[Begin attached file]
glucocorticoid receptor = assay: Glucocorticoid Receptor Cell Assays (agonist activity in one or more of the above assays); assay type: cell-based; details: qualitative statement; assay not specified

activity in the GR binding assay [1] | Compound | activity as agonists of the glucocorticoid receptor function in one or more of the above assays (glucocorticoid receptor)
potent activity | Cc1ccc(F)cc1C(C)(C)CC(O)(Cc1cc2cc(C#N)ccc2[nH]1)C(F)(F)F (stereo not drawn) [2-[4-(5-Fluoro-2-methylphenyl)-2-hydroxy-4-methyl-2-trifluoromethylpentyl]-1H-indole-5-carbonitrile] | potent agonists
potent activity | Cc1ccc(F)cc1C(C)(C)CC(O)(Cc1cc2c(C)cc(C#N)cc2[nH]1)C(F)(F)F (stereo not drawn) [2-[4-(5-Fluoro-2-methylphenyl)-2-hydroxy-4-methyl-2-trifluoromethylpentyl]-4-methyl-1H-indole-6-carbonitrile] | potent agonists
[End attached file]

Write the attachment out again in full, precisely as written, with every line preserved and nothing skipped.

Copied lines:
glucocorticoid receptor = assay: Glucocorticoid Receptor Cell Assays (agonist activity in one or more of the above assays); assay type: cell-based; details: qualitative statement; assay not specified

activity in the GR binding assay [1] | Compound | activity as agonists of the glucocorticoid receptor function in one or more of the above assays (glucocorticoid receptor)
potent activity | Cc1ccc(F)cc1C(C)(C)CC(O)(Cc1cc2cc(C#N)ccc2[nH]1)C(F)(F)F (stereo not drawn) [2-[4-(5-Fluoro-2-methylphenyl)-2-hydroxy-4-methyl-2-trifluoromethylpentyl]-1H-indole-5-carbonitrile] | potent agonists
potent activity | Cc1ccc(F)cc1C(C)(C)CC(O)(Cc1cc2c(C)cc(C#N)cc2[nH]1)C(F)(F)F (stereo not drawn) [2-[4-(5-Fluoro-2-methylphenyl)-2-hydroxy-4-methyl-2-trifluoromethylpentyl]-4-methyl-1H-indole-6-carbonitrile] | potent agonists